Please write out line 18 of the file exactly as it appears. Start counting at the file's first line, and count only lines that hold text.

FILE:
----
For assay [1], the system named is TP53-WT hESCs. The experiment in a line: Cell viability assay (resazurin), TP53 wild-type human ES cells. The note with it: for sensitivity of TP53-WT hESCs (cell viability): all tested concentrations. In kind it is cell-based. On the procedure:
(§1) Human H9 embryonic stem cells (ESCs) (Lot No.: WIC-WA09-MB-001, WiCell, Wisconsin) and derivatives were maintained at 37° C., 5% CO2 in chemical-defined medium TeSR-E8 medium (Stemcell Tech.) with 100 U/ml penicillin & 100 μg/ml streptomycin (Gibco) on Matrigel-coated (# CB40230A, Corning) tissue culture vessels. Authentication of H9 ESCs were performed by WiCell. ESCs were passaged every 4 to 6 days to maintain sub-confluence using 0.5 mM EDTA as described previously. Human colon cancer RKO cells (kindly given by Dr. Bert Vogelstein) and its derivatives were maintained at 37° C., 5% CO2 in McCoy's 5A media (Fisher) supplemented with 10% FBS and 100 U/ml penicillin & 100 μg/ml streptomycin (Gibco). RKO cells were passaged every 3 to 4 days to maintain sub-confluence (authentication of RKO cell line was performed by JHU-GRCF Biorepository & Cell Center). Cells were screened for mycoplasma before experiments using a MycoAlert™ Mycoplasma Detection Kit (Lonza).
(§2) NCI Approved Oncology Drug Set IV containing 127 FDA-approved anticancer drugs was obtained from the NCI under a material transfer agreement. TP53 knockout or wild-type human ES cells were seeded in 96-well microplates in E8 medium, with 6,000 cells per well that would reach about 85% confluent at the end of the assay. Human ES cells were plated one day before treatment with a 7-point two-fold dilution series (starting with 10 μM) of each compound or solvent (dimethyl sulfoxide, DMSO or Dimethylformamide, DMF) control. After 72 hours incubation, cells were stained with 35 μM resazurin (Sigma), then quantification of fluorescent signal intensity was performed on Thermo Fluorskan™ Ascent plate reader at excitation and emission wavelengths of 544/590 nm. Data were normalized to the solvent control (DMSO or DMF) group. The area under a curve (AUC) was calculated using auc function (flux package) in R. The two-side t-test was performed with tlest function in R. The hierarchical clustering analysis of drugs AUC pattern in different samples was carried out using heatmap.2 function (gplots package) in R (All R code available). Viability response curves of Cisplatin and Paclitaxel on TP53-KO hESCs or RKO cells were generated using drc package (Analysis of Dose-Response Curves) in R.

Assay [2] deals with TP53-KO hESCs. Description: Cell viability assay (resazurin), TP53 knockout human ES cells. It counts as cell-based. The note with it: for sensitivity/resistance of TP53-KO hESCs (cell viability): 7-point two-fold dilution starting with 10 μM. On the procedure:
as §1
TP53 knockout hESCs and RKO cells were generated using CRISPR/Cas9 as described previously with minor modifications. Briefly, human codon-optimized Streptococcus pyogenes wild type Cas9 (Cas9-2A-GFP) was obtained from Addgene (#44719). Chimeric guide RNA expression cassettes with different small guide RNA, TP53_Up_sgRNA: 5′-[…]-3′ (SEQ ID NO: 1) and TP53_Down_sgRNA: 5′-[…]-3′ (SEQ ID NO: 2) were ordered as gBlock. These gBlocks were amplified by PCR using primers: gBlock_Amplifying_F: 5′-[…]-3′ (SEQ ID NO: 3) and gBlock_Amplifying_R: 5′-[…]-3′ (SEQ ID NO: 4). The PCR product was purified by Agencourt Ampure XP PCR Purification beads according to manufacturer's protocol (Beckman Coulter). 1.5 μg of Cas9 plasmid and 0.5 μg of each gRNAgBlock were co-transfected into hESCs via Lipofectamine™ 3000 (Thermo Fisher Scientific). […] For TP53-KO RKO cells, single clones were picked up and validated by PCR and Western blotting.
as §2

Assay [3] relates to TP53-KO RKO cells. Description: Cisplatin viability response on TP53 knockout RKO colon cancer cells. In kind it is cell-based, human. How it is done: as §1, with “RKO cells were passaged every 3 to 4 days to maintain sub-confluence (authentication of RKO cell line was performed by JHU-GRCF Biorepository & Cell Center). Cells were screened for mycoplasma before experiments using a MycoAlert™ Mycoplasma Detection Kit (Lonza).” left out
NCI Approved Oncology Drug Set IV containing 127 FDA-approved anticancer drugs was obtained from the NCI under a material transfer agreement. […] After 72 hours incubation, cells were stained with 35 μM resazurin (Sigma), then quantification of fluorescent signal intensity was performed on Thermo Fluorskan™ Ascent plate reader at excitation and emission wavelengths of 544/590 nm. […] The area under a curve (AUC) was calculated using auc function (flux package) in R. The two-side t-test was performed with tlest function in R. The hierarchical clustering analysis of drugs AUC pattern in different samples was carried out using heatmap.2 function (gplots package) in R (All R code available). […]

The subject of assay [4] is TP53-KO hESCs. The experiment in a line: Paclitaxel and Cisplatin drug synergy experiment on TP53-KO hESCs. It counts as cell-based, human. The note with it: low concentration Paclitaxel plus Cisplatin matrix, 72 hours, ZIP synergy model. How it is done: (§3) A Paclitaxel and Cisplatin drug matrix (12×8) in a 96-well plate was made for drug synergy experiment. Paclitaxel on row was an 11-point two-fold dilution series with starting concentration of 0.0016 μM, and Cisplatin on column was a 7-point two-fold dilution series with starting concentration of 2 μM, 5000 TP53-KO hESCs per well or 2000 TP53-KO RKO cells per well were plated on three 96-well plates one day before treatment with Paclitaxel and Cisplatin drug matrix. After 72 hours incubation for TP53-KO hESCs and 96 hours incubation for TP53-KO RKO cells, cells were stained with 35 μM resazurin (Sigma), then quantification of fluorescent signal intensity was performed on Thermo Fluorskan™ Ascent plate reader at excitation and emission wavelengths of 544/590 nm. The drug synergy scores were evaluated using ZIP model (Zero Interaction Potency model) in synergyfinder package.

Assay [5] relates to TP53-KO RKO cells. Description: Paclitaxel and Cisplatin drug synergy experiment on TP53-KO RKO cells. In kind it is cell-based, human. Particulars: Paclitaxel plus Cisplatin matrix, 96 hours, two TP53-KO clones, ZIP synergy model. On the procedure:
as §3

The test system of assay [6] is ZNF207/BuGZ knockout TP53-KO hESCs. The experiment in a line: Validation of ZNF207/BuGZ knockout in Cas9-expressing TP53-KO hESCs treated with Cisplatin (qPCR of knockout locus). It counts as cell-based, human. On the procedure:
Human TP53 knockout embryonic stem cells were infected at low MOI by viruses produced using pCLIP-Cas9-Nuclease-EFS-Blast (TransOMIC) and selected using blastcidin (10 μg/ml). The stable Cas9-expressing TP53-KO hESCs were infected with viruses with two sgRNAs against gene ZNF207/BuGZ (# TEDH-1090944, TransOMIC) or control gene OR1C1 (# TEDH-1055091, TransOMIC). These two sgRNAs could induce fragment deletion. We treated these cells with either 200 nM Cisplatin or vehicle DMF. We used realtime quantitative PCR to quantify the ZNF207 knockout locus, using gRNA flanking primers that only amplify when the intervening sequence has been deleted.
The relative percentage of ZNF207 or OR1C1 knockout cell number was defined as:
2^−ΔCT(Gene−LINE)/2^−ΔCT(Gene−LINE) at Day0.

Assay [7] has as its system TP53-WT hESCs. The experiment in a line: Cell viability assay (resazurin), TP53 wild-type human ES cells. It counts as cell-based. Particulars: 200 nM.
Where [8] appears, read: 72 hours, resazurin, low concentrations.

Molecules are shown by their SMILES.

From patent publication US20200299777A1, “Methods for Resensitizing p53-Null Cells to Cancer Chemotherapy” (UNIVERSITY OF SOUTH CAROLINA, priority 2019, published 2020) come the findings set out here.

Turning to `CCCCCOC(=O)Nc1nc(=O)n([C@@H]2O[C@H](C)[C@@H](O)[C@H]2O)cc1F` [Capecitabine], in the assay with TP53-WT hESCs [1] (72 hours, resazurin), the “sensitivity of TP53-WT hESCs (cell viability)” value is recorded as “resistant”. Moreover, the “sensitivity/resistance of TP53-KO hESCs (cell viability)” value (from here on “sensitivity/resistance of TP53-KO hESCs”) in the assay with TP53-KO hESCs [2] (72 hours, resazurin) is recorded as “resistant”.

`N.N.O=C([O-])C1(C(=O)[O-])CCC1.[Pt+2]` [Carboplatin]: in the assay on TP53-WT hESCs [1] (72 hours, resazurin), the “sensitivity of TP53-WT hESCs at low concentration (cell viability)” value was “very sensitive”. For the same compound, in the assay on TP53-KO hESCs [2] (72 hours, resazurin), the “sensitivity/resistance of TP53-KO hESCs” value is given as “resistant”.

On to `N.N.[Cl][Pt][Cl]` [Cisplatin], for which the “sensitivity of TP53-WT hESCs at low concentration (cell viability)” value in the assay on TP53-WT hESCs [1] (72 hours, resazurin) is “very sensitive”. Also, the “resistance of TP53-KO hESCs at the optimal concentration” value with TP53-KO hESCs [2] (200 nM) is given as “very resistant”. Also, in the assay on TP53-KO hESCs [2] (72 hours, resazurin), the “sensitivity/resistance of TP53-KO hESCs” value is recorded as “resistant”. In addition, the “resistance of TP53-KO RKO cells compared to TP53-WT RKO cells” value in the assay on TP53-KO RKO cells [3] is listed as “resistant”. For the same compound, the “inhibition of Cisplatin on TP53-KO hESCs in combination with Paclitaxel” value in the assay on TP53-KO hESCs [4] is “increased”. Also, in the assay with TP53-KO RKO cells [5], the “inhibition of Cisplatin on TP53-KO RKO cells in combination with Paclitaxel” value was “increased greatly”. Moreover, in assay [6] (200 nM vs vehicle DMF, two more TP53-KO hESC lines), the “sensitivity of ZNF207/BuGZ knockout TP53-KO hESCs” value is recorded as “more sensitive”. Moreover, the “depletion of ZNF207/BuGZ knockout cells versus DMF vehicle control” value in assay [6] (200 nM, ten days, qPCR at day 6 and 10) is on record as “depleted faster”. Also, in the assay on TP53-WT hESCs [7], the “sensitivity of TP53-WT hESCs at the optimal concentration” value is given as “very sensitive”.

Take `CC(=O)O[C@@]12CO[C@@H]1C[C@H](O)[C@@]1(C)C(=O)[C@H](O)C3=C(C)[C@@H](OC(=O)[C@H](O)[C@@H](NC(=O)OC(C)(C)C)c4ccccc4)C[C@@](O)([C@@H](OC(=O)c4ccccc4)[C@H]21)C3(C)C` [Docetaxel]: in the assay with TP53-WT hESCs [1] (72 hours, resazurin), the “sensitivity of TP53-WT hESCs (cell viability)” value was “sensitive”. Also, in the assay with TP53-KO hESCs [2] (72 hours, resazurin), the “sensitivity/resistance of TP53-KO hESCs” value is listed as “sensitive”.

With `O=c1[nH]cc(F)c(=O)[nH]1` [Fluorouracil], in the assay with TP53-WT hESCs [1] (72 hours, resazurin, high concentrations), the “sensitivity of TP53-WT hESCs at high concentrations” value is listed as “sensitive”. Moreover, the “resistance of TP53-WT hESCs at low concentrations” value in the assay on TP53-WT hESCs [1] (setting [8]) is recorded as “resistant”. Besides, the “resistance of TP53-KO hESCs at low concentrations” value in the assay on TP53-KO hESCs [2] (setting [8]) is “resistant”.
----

Where [8] appears, read: 72 hours, resazurin, low concentrations.